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Gubernatorial rivals focus on subsets of female voters

Both campaigns have to make a heavy play for independents, whatever their gender.
Both campaigns have to make a heavy play for independents, whatever their gender.Charles Krupa/Associated Press/File

You’ve heard the sound bites.

Democratic gubernatorial candidate Martha Coakley declares, in her latest television advertisement, that she is a “powerful advocate for women and kids.” And Republican Charlie Baker would like you to know that he is “100 percent pro-choice.”

But campaign operatives and outside analysts say the war for women’s votes this fall is about more than snippets, slogans, or “sweetheart,” the word Baker recently used when speaking to a female reporter.

It is, at bottom, about numbers: the number of married (more conservative) versus unmarried (more liberal) women who turn up at the polls, for instance, or the number of independent women who break Democratic or Republican in the campaign’s final hours.

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And all of it, they say, will feed into a larger battle of the sexes that should, if recent electoral math is any guide, determine who is the next governor of Massachusetts.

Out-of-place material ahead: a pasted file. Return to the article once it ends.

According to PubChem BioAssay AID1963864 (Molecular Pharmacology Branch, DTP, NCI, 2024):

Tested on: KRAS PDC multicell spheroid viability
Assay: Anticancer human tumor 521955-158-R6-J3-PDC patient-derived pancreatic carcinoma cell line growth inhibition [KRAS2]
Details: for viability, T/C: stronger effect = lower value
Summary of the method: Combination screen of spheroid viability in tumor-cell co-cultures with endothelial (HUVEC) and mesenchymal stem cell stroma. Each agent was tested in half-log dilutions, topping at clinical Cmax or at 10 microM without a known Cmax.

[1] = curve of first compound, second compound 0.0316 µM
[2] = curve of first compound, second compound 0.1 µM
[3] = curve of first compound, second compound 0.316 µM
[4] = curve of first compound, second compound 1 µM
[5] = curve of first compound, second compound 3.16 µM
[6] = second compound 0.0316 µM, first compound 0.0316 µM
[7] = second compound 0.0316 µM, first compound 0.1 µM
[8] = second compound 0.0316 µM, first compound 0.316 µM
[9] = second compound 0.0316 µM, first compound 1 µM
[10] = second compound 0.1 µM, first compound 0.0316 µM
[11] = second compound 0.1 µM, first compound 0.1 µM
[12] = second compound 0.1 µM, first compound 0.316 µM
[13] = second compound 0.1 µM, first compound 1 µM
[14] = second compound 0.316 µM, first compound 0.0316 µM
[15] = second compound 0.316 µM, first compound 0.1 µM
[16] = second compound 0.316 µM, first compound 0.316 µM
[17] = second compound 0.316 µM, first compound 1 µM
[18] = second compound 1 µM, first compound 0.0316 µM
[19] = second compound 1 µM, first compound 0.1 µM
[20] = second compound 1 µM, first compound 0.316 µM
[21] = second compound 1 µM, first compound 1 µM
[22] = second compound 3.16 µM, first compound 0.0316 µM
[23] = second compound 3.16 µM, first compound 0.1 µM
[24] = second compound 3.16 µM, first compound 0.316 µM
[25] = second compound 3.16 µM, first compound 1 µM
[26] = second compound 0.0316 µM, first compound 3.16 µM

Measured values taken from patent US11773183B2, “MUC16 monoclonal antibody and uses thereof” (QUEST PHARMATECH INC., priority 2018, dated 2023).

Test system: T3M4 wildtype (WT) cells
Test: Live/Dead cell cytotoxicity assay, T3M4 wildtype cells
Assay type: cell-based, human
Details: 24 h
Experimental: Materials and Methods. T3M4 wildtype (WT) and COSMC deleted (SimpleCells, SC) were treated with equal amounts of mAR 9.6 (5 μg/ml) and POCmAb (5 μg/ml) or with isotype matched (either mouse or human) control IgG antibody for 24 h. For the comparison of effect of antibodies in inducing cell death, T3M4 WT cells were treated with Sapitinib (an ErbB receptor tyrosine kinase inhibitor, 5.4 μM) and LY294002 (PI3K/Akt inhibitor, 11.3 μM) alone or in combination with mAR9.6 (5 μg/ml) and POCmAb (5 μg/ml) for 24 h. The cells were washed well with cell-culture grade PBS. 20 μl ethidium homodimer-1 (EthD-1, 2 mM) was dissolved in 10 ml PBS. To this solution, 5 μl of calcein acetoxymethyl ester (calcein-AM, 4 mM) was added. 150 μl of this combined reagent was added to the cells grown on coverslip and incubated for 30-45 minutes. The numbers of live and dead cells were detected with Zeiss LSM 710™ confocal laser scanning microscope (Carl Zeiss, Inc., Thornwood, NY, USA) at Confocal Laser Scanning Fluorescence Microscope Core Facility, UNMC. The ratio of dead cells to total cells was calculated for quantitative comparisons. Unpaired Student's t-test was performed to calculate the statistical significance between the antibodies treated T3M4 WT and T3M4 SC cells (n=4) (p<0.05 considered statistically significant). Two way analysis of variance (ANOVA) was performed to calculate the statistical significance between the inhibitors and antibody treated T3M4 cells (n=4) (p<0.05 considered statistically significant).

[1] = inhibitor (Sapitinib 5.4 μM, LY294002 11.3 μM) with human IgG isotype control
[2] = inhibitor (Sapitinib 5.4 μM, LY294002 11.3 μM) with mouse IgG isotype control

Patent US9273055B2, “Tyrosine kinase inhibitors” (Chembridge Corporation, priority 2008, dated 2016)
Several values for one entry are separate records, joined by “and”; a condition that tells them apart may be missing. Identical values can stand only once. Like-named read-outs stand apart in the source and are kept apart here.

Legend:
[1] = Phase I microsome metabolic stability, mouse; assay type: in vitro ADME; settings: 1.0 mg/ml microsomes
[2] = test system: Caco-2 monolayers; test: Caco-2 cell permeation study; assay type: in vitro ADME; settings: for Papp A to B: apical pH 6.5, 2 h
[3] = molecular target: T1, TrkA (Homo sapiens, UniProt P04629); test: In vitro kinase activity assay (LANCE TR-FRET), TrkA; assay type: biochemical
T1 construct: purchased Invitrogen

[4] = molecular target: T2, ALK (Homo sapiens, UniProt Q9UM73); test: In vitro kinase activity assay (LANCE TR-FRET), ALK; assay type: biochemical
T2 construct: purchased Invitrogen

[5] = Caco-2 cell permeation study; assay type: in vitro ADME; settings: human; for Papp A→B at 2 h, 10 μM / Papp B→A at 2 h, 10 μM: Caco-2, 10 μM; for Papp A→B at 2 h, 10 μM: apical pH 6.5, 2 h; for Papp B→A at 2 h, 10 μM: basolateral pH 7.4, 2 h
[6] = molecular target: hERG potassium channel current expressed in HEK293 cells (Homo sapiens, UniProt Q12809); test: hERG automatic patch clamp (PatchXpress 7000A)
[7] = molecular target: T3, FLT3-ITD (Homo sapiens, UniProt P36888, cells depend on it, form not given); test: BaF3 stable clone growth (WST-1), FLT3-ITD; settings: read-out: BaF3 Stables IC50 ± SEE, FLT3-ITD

Consider this: In every major Massachusetts race in recent memory, Democrats have prevailed when they have run up the tally with women and held down the Republicans’ margin among men, and GOP candidates have triumphed when they have pulled off the opposite.

Both of this year’s gubernatorial candidates have found themselves on the losing side of that equation in the recent past: Coakley in her US Senate race against Scott Brown in 2010 and Baker in his gubernatorial challenge to Deval Patrick later that year.

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Baker beat Patrick by a solid 13 points among men, but lost by a whopping 24 points among women, according to a postelection survey by the MassInc Polling Group.

Still, Frank Perullo, president of the Democratic political consulting firm Sage Systems, which prepared for the Globe an analysis of male and female voting patterns in recent Massachusetts races, said Baker starts this fall’s gender wars in a reasonably strong position.